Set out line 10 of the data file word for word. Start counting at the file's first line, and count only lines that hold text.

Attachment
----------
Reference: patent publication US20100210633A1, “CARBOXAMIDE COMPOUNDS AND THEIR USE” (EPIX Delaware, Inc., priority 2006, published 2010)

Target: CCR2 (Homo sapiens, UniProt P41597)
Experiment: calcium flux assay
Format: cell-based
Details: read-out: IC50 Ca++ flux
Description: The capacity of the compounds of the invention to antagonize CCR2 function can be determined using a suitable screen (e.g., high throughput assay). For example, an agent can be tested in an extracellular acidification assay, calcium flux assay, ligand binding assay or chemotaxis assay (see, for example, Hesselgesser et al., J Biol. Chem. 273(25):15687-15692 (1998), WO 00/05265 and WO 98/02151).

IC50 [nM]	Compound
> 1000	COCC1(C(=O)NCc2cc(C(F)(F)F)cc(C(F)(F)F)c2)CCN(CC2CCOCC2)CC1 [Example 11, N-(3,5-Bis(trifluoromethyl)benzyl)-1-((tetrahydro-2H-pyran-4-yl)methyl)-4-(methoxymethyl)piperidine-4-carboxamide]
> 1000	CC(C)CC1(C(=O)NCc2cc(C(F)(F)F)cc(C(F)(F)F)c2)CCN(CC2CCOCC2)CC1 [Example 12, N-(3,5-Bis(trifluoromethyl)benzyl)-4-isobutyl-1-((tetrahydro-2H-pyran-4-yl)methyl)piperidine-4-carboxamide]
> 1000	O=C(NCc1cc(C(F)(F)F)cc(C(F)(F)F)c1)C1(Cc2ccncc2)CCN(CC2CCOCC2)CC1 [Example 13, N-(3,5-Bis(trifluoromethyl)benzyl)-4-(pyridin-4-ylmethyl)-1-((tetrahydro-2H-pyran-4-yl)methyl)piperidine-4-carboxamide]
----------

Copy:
> 1000	O=C(NCc1cc(C(F)(F)F)cc(C(F)(F)F)c1)C1(Cc2ccncc2)CCN(CC2CCOCC2)CC1 [Example 13, N-(3,5-Bis(trifluoromethyl)benzyl)-4-(pyridin-4-ylmethyl)-1-((tetrahydro-2H-pyran-4-yl)methyl)piperidine-4-carboxamide]